Since utility power is so expensive later in the day under TOU, any solar power you can generate for yourself during those hours becomes more valuable.
You can increase your solar power production in the afternoon and evenings by facing your solar panels southwest, allowing them to receive more light from the setting sun.
The trade-off? Southwest-facing solar panels produce less solar power overall over the course of the day.
So should you point your solar panels southwest if you have TOU billing rates? Solar software designer Aurora Solar did a case study on the topic, and here’s what they found:
When peak electricity rates are 2x normal rates, the ideal orientation is very close to the south (see left-most image). However, once peak rates rise to 3x or 4x, the ideal orientation changes to the southwest. Image source: Aurora Solar
A solar installer can calculate the optimal orientation for solar panels on your roof based on TOU billing rates where you live.
Of course, we all have to work with the roof that we have, and you may or may not be able to achieve your desired solar panel orientation. So would a solar panel installation still be worth it for you? The easiest way to find out is with our solar calculator, which can estimate your solar panel costs and savings based on your roof direction and your utility’s TOU billing rates.
In the U.S., orienting solar panels true south (azimuth of 180 degrees solar noon) will result in maximum output. Face them any other direction, and you can expect to see a fall in solar panel output.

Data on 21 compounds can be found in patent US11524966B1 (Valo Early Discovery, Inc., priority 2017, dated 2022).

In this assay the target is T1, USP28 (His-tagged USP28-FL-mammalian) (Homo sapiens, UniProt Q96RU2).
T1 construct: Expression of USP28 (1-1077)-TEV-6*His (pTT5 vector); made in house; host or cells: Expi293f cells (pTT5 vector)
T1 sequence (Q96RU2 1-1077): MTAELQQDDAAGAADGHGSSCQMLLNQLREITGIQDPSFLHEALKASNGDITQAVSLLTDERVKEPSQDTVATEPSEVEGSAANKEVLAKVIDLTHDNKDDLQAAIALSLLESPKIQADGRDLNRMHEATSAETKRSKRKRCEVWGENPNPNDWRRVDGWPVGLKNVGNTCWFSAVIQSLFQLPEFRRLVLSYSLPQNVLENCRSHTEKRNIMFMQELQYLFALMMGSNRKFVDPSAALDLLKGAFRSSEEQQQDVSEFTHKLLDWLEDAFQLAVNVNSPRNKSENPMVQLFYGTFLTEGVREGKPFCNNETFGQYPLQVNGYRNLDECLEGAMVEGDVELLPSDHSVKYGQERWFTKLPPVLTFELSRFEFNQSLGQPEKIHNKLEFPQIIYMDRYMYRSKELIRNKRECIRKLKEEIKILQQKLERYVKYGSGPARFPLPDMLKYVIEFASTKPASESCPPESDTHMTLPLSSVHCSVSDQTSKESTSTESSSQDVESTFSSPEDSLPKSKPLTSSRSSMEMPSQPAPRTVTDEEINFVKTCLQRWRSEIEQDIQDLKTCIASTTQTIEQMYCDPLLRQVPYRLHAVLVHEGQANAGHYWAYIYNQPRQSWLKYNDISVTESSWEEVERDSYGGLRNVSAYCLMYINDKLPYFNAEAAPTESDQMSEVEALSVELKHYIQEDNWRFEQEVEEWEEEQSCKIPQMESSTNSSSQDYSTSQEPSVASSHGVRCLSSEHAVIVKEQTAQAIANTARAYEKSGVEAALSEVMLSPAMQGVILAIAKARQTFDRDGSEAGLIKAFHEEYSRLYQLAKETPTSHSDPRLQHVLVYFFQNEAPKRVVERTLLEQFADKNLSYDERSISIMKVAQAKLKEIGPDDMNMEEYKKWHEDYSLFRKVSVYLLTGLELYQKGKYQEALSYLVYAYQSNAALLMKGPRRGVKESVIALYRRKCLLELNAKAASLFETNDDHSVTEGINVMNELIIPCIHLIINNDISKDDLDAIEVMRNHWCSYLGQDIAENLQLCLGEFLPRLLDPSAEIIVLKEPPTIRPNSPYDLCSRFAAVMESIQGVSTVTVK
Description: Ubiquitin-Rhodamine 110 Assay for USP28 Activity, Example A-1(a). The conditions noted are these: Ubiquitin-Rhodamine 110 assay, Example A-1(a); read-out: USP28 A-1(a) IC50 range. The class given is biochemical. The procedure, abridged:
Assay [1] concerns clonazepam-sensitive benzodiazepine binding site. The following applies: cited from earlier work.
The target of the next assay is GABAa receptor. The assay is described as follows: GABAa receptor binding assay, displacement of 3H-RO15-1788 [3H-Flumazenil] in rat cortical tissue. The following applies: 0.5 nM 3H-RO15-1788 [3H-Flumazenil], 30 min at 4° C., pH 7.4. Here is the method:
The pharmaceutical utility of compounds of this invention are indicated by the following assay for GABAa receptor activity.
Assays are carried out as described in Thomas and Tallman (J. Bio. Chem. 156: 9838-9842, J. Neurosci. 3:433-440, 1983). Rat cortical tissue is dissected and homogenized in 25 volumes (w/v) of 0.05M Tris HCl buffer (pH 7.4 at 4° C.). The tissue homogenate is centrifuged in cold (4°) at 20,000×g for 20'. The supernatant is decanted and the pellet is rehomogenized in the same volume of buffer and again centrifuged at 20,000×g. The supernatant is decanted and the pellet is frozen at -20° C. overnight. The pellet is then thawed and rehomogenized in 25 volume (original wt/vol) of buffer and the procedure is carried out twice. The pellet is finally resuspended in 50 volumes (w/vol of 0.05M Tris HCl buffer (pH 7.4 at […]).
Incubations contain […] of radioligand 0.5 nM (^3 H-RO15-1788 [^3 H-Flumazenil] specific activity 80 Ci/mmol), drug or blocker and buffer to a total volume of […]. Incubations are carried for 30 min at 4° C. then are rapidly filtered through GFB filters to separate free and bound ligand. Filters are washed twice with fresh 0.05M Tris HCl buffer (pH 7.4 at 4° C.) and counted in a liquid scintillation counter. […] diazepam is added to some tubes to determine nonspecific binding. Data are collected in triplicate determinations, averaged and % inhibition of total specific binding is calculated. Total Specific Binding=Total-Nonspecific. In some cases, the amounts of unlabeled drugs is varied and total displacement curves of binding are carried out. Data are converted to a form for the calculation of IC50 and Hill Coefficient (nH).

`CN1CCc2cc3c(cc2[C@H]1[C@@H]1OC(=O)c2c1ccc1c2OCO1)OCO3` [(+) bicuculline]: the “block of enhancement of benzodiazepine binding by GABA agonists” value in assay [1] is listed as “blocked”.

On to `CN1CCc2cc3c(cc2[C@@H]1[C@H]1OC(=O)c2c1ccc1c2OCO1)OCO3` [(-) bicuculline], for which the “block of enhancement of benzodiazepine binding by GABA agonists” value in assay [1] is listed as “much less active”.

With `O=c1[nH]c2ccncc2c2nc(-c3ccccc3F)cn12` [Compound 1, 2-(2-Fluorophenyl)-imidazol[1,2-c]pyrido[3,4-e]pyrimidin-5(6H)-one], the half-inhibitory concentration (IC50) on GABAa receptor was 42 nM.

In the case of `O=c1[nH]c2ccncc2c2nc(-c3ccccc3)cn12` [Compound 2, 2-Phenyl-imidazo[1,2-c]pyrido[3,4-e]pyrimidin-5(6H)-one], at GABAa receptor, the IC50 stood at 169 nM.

Solar panels see a drop in solar power production when you face them away from the true south. The size of the output drop will depend on where the solar panels are facing instead.
|Solar panel direction||Achievable output*||Change|
|Southwest or southeast||92%||-8%|
|East or west||85%||-15%|
*As compared to south-facing solar panels; figures are ballpark estimates only.
North, south, east or west, which direction do you like the best? When it comes to solar panels, the answer is definitely south. The graphic shows ballpark figures for the output losses experienced by pointing your panels in a direction other than south.
Solar panels installed on a roof facing southwest or southeast will generally produce about 8% less power than the same panels in the same climate on a south-facing roof.
Panels mounted on a standard pitch roof facing east or west will produce approximately 15% less output than panels facing south at the same pitch.
Panels on a standard pitch roof facing north - that is, away from the sun - will produce roughly 30% less than panels facing south.
Turning solar panels away from true south will generally result in output losses of less than 30%, but in some extreme cases losses of close to 60% may be seen.
The precise drop in energy production is determined by three factors: